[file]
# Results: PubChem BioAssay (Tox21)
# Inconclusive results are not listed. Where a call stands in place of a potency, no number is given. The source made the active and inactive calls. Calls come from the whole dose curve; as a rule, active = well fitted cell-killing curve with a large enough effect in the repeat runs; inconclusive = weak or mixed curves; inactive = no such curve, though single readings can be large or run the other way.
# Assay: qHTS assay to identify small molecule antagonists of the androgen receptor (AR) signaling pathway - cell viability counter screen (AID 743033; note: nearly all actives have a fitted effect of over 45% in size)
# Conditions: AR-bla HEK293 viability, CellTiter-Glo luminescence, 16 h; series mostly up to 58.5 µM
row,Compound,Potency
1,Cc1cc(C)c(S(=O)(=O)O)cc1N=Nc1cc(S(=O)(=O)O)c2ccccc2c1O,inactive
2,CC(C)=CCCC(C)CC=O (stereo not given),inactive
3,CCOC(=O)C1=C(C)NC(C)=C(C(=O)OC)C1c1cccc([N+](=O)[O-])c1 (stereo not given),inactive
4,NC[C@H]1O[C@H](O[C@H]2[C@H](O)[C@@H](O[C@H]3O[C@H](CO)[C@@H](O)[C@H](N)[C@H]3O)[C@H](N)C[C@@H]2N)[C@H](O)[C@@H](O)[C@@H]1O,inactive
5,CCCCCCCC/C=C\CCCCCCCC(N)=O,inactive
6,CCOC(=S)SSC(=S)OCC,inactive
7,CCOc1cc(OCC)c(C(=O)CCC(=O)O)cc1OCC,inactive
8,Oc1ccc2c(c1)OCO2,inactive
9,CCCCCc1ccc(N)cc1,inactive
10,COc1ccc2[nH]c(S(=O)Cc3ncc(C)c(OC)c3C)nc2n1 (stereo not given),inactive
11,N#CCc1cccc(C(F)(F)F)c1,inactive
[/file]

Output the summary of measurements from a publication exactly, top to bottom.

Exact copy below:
# Results: PubChem BioAssay (Tox21)
# Inconclusive results are not listed. Where a call stands in place of a potency, no number is given. The source made the active and inactive calls. Calls come from the whole dose curve; as a rule, active = well fitted cell-killing curve with a large enough effect in the repeat runs; inconclusive = weak or mixed curves; inactive = no such curve, though single readings can be large or run the other way.
# Assay: qHTS assay to identify small molecule antagonists of the androgen receptor (AR) signaling pathway - cell viability counter screen (AID 743033; note: nearly all actives have a fitted effect of over 45% in size)
# Conditions: AR-bla HEK293 viability, CellTiter-Glo luminescence, 16 h; series mostly up to 58.5 µM
row,Compound,Potency
1,Cc1cc(C)c(S(=O)(=O)O)cc1N=Nc1cc(S(=O)(=O)O)c2ccccc2c1O,inactive
2,CC(C)=CCCC(C)CC=O (stereo not given),inactive
3,CCOC(=O)C1=C(C)NC(C)=C(C(=O)OC)C1c1cccc([N+](=O)[O-])c1 (stereo not given),inactive
4,NC[C@H]1O[C@H](O[C@H]2[C@H](O)[C@@H](O[C@H]3O[C@H](CO)[C@@H](O)[C@H](N)[C@H]3O)[C@H](N)C[C@@H]2N)[C@H](O)[C@@H](O)[C@@H]1O,inactive
5,CCCCCCCC/C=C\CCCCCCCC(N)=O,inactive
6,CCOC(=S)SSC(=S)OCC,inactive
7,CCOc1cc(OCC)c(C(=O)CCC(=O)O)cc1OCC,inactive
8,Oc1ccc2c(c1)OCO2,inactive
9,CCCCCc1ccc(N)cc1,inactive
10,COc1ccc2[nH]c(S(=O)Cc3ncc(C)c(OC)c3C)nc2n1 (stereo not given),inactive
11,N#CCc1cccc(C(F)(F)F)c1,inactive